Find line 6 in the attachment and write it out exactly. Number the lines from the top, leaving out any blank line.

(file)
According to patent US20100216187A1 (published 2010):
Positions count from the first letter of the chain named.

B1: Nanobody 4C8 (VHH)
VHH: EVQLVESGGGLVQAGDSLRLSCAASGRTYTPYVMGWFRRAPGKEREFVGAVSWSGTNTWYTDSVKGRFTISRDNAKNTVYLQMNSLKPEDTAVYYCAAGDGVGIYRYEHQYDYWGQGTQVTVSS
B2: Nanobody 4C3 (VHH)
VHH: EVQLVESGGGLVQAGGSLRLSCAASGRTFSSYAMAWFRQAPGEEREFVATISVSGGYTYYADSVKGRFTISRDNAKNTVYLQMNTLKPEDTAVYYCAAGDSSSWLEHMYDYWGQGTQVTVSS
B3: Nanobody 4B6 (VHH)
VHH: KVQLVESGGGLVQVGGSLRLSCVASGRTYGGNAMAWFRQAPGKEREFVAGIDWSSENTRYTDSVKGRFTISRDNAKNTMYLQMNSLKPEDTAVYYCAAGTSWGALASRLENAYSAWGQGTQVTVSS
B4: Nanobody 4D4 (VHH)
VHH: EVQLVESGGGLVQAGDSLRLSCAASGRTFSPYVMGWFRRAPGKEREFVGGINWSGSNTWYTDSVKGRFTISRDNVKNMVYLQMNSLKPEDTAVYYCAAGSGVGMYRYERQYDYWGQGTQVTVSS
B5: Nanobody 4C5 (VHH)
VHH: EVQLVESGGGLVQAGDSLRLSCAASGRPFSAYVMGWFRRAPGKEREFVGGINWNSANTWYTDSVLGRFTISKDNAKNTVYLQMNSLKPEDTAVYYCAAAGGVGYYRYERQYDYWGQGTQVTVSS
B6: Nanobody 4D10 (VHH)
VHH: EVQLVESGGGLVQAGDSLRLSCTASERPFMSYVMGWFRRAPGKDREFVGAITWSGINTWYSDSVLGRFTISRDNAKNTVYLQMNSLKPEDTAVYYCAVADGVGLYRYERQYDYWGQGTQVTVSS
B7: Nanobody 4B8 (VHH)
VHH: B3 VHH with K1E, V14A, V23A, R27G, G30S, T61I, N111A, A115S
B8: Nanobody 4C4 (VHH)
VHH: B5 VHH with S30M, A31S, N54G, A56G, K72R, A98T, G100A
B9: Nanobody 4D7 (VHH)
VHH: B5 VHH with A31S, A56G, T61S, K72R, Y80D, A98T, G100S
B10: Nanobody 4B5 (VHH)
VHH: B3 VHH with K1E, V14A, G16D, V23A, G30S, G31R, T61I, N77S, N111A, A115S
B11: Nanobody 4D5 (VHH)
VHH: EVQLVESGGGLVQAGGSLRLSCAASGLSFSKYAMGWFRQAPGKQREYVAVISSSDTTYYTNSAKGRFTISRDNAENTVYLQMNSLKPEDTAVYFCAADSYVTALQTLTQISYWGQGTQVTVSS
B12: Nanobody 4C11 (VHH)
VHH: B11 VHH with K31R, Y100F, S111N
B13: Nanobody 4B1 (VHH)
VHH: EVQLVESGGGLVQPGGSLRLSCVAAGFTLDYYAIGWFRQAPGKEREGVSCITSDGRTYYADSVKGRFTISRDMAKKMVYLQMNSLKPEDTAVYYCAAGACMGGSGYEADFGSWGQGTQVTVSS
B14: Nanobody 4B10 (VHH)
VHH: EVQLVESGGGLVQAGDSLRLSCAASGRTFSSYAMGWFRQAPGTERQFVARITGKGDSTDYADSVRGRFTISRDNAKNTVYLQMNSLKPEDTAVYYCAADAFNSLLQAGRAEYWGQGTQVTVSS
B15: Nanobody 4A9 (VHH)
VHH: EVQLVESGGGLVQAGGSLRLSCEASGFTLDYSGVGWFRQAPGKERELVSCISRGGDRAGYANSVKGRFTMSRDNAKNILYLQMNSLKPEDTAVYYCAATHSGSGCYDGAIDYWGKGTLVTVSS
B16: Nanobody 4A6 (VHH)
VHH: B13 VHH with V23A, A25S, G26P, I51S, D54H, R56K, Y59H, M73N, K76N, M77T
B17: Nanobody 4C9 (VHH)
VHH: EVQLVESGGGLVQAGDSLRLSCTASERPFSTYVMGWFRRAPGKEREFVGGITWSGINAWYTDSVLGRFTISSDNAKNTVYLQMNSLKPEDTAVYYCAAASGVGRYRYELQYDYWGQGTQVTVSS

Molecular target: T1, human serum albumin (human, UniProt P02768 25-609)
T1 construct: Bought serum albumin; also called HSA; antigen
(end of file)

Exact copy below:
VHH: EVQLVESGGGLVQAGGSLRLSCAASGRTFSSYAMAWFRQAPGEEREFVATISVSGGYTYYADSVKGRFTISRDNAKNTVYLQMNTLKPEDTAVYYCAAGDSSSWLEHMYDYWGQGTQVTVSS